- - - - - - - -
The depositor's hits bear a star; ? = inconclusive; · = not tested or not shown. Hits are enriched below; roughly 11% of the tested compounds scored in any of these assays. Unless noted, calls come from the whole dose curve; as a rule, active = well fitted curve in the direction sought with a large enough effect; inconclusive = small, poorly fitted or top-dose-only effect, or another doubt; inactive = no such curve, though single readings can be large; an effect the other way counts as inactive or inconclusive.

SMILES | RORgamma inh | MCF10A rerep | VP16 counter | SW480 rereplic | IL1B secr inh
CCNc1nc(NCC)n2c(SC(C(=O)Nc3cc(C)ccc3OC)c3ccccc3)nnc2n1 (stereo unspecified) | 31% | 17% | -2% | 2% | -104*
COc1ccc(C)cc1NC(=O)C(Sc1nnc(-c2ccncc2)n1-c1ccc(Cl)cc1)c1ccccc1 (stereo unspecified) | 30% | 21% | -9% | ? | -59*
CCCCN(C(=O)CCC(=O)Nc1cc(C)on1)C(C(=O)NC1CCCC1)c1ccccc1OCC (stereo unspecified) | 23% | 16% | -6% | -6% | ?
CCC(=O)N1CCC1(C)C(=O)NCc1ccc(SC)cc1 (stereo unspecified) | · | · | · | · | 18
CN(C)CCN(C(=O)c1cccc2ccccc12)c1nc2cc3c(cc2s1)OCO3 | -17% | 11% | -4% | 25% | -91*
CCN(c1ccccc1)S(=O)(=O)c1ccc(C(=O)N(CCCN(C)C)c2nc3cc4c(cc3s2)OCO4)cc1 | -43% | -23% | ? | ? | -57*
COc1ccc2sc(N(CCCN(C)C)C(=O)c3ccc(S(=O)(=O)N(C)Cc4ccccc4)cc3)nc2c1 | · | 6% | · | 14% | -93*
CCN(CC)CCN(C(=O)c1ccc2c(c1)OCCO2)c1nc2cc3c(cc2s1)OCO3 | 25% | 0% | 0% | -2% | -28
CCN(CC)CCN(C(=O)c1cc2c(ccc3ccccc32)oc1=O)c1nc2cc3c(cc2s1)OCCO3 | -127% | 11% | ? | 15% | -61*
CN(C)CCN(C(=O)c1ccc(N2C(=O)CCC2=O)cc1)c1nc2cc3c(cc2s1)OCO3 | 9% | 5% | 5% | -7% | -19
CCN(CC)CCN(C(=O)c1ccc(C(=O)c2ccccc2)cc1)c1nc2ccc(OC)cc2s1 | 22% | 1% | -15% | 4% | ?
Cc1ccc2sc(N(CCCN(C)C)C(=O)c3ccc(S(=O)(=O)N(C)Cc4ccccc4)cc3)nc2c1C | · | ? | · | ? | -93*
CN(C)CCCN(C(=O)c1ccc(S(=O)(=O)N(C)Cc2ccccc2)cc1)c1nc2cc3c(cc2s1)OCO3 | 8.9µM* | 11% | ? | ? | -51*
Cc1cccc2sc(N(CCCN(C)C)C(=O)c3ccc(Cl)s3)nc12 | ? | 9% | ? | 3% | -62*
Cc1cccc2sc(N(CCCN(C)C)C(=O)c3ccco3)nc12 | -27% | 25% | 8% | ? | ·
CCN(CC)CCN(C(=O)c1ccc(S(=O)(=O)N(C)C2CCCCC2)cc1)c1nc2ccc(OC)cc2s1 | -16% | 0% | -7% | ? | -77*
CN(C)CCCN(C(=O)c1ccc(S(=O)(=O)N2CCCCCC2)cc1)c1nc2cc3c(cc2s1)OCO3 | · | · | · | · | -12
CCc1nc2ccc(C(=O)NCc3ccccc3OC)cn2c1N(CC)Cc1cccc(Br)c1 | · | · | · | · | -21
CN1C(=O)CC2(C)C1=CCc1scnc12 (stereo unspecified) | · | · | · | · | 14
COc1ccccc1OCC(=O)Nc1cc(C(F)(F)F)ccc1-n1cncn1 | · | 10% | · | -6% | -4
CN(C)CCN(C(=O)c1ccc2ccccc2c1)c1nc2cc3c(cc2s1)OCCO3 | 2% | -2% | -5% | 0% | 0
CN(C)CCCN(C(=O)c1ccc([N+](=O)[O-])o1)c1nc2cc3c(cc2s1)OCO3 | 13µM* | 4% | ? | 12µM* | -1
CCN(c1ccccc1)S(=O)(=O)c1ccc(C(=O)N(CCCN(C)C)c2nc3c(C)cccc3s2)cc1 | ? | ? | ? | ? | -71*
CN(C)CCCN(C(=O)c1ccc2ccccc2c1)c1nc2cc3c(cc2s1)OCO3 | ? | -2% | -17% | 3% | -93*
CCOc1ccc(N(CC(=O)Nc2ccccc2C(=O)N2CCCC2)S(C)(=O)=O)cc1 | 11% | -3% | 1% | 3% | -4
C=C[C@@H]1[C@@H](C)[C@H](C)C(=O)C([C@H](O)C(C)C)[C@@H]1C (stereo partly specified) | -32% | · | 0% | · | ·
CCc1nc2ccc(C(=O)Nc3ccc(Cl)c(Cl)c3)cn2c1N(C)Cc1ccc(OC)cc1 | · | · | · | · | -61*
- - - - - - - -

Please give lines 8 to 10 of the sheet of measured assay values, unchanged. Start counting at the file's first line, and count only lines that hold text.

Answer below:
CCN(c1ccccc1)S(=O)(=O)c1ccc(C(=O)N(CCCN(C)C)c2nc3cc4c(cc3s2)OCO4)cc1 | -43% | -23% | ? | ? | -57*
COc1ccc2sc(N(CCCN(C)C)C(=O)c3ccc(S(=O)(=O)N(C)Cc4ccccc4)cc3)nc2c1 | · | 6% | · | 14% | -93*
CCN(CC)CCN(C(=O)c1ccc2c(c1)OCCO2)c1nc2cc3c(cc2s1)OCO3 | 25% | 0% | 0% | -2% | -28